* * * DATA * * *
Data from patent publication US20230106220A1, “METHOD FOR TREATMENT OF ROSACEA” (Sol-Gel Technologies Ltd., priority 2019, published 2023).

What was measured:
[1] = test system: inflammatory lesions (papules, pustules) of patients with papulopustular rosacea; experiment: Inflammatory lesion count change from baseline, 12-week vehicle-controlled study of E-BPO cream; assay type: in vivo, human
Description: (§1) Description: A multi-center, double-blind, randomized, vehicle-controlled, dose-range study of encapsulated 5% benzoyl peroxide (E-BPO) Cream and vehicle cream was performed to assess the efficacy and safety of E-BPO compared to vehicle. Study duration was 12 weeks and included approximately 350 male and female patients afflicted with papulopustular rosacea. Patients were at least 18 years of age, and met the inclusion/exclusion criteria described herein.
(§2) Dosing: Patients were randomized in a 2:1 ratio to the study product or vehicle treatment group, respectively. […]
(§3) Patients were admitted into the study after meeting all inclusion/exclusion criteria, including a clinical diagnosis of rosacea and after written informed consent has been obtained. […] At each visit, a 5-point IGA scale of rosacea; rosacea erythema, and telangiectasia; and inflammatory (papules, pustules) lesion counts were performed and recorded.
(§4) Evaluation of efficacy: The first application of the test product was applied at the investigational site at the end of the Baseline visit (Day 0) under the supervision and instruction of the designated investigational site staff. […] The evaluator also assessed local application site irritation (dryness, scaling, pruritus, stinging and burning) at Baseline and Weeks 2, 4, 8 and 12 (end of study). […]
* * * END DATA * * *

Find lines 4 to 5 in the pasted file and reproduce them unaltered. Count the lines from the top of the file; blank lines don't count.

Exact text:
Description: (§1) Description: A multi-center, double-blind, randomized, vehicle-controlled, dose-range study of encapsulated 5% benzoyl peroxide (E-BPO) Cream and vehicle cream was performed to assess the efficacy and safety of E-BPO compared to vehicle. Study duration was 12 weeks and included approximately 350 male and female patients afflicted with papulopustular rosacea. Patients were at least 18 years of age, and met the inclusion/exclusion criteria described herein.
(§2) Dosing: Patients were randomized in a 2:1 ratio to the study product or vehicle treatment group, respectively. […]